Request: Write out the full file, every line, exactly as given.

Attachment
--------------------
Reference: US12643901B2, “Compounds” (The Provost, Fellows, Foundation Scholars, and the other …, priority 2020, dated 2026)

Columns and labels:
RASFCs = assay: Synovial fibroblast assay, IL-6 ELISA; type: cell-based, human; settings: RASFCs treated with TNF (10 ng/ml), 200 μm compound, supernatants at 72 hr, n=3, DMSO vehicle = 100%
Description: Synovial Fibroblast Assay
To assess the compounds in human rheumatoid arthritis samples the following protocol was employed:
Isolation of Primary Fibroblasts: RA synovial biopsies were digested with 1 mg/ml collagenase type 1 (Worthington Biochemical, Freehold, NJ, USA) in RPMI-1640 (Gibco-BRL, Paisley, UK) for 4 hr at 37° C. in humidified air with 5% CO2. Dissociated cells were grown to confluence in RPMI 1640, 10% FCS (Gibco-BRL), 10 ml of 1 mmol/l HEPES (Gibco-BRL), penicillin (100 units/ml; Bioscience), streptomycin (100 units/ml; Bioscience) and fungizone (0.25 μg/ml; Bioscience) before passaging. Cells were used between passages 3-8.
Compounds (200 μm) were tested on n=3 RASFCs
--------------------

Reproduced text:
Reference: US12643901B2, “Compounds” (The Provost, Fellows, Foundation Scholars, and the other …, priority 2020, dated 2026)

Columns and labels:
RASFCs = assay: Synovial fibroblast assay, IL-6 ELISA; type: cell-based, human; settings: RASFCs treated with TNF (10 ng/ml), 200 μm compound, supernatants at 72 hr, n=3, DMSO vehicle = 100%
Description: Synovial Fibroblast Assay
To assess the compounds in human rheumatoid arthritis samples the following protocol was employed:
Isolation of Primary Fibroblasts: RA synovial biopsies were digested with 1 mg/ml collagenase type 1 (Worthington Biochemical, Freehold, NJ, USA) in RPMI-1640 (Gibco-BRL, Paisley, UK) for 4 hr at 37° C. in humidified air with 5% CO2. Dissociated cells were grown to confluence in RPMI 1640, 10% FCS (Gibco-BRL), 10 ml of 1 mmol/l HEPES (Gibco-BRL), penicillin (100 units/ml; Bioscience), streptomycin (100 units/ml; Bioscience) and fungizone (0.25 μg/ml; Bioscience) before passaging. Cells were used between passages 3-8.
Compounds (200 μm) were tested on n=3 RASFCs